If your efforts to get fit keep are limited to a bit of bicep-action as you lift and lower your drink in the pub, a personal trainer might be the solution.
Personal Training is one of the fastest growing sectors in the health and fitness industry today, and it's growing. The perception that a personal trainer is only for the well-off is beginning to fade, but this isn't helped by the way they are often presented in the media. How often do you pick up a celebrity gossip magazine only to be confronted by a clutch of well-know TV and film stars sweating their way around their local park with their trainer?
So why have a personal trainer?
People train for a variety of reasons, it could be to lose weight, change body shape, prepare for a wedding or holiday, rehab from illness or injury, run a marathon, pre- or post-pregnancy or via a doctor (GP) referral, the list is pretty extensive. Hiring a personal trainer means clients get regular, dedicated time with their trainer, and are completely focussed on their own personal health and fitness objectives. Hourly rates for a trainer vary, but on average expect to pay anything between £25 and £45, more in London and sometimes less in remote areas.
Motivation is a big issue with exercise and over 95% of gym memberships eventually lapse because of the lack of this vital element - not great value for money. Having a personal trainer means you can't shirk out of your exercise session in favour of the sofa. You know they'll be knocking at your door or be in the park at a certain time to get you moving, and you won't be able to turn them away. Still, you'll need to put the effort in yourself - a personal trainer isn't a magic formula and you won't turn into Madonna or Brad Pitt overnight, so keep your expectations realistic.
How do I find a good personal trainer
The industry is undergoing a lot of change at the moment, taking serious steps to improve regulation and professionalism among those working in it. Organisations like the Register of Exercise Professionals are there to help safeguard the health and interests of people who are using the services of exercise and fitness instructors, teachers and trainers.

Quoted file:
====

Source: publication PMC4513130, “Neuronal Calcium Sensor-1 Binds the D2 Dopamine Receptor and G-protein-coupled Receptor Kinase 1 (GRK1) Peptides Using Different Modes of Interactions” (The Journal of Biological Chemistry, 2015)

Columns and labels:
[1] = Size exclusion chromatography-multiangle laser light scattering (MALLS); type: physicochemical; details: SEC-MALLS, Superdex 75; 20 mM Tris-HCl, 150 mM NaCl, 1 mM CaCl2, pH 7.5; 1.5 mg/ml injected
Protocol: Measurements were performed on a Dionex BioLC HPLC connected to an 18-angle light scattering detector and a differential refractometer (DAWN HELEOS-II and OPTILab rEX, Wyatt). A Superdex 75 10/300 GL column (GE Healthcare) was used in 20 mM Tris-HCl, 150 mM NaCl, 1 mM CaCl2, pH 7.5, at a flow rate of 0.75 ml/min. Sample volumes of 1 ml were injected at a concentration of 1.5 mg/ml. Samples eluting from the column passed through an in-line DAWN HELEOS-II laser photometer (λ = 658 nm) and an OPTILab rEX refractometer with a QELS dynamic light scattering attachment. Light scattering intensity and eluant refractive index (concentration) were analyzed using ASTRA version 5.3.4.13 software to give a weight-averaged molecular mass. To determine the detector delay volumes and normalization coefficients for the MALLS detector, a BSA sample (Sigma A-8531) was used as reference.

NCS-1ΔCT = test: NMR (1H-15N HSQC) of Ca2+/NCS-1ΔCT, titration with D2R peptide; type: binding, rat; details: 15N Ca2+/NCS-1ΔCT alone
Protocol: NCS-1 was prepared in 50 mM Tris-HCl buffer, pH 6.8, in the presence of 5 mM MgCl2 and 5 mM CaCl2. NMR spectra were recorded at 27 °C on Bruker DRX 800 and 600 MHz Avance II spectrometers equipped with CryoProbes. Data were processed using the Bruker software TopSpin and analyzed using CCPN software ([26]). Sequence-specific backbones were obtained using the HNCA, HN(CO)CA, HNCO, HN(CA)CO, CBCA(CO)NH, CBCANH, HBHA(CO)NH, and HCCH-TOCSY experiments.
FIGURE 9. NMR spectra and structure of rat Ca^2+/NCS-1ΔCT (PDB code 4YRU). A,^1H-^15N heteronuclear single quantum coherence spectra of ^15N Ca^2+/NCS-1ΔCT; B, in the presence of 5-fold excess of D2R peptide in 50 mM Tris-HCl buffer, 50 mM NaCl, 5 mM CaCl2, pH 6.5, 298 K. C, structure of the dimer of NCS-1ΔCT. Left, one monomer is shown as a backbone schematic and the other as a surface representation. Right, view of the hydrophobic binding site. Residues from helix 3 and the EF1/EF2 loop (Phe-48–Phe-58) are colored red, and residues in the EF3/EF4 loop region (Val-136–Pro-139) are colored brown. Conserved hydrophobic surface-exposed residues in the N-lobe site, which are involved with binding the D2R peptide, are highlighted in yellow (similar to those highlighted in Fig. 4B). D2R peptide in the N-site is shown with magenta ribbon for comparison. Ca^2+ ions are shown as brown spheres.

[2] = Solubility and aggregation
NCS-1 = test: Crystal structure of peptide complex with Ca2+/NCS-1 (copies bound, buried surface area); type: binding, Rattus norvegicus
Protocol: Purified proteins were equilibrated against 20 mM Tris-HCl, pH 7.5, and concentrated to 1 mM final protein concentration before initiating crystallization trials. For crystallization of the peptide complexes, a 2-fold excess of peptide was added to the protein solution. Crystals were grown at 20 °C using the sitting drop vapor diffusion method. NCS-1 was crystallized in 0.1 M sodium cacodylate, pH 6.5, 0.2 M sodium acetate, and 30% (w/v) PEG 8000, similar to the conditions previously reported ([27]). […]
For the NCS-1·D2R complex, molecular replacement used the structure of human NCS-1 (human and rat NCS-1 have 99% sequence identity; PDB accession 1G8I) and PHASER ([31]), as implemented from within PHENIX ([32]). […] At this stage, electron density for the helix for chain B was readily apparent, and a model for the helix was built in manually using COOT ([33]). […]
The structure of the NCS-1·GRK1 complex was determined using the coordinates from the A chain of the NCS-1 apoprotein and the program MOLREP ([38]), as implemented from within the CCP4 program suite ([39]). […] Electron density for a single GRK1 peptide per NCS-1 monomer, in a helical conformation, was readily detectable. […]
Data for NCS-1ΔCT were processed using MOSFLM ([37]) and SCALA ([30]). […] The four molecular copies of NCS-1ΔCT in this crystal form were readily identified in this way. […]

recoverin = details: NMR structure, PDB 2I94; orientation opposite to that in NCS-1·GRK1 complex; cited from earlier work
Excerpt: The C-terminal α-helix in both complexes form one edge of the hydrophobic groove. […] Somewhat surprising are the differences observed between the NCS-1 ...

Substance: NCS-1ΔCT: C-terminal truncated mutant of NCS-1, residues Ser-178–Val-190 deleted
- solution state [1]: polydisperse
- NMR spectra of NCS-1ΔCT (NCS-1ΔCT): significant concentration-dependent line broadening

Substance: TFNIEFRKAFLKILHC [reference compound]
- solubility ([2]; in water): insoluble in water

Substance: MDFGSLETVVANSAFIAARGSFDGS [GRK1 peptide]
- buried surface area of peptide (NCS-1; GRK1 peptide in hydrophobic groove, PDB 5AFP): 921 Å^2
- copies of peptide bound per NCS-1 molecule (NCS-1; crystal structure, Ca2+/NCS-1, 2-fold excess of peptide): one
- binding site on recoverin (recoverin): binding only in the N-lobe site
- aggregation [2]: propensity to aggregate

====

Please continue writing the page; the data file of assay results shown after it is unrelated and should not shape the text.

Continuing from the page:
The National Register of Personal Trainers (NRPT) puts people in touch with qualified, insured and experienced personal trainers online. All NRPT members are qualified to level 3, which is currently the highest level in the fitness industry (Advanced Instructor), and all hold public liability insurance in order to protect their clients. The NRPT provides an internet-based tool to locate trainers in your area and you'll find a profile of each trainer, showing their hourly rates, equipment and qualifications.
You'll also find personal trainers attached to gyms. If you're a member of a gym, this might be a cheaper and quicker option, but all the same rules about being happy with your trainer (see below) should still apply.
How can I tell if they're any good?
A personal trainer should go through an initial comprehensive consultation with you, which is typically free of charge. During this consultation they'll assess your fitness levels through non-invasive tests, such as blood pressure and lung capacity, as well as through exercise itself. Together with you, they'll put together a training plan that will not only suit your personal schedule, but your fitness requirements and overall objectives. It may also include some nutritional advice and you may be asked to keep a food diary.
It's important to get on with your personal trainer and form a professional friendship and the consultation is your chance to see if you think you will click. If there is anything you're not sure about, tell them you need time to think about it, and make sure you get the information you need regarding issues such as costs, cancellation policy and equipment. Finally, if it doesn't work out, accept that a personal trainer isn't for you and look for a different way to get fit. Everyone is motivated in different ways and it could be that a group sport, yoga class or even cycling to work will work wonders for you.
Written by Sam Groves
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